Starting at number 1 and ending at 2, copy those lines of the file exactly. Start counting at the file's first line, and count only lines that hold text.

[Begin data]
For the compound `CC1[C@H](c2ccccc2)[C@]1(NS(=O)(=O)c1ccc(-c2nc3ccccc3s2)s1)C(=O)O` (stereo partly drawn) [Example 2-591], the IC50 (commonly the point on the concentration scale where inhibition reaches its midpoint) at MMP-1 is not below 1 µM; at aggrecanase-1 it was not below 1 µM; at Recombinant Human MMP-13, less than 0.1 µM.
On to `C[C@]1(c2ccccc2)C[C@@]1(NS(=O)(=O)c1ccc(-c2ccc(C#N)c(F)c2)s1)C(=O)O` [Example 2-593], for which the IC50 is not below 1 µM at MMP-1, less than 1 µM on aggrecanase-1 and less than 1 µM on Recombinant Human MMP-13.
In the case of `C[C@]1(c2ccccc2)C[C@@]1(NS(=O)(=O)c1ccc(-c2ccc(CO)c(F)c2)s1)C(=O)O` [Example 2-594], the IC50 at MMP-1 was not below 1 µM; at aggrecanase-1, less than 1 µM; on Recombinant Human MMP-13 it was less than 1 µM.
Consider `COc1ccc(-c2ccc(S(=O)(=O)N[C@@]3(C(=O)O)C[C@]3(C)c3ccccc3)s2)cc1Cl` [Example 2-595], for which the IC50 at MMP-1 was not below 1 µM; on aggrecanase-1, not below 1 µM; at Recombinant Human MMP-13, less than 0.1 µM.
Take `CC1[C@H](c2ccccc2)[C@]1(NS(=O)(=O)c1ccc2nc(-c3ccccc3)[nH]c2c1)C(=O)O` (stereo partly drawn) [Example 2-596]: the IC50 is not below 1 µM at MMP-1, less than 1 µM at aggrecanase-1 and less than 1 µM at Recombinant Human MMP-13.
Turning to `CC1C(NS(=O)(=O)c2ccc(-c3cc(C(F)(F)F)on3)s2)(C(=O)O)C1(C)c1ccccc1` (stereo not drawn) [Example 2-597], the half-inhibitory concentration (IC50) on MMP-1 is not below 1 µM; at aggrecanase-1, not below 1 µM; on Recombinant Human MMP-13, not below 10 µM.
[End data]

For the compound `CC1[C@H](c2ccccc2)[C@]1(NS(=O)(=O)c1ccc(-c2nc3ccccc3s2)s1)C(=O)O` (stereo partly drawn) [Example 2-591], the IC50 (commonly the point on the concentration scale where inhibition reaches its midpoint) at MMP-1 is not below 1 µM; at aggrecanase-1 it was not below 1 µM; at Recombinant Human MMP-13, less than 0.1 µM.
On to `C[C@]1(c2ccccc2)C[C@@]1(NS(=O)(=O)c1ccc(-c2ccc(C#N)c(F)c2)s1)C(=O)O` [Example 2-593], for which the IC50 is not below 1 µM at MMP-1, less than 1 µM on aggrecanase-1 and less than 1 µM on Recombinant Human MMP-13.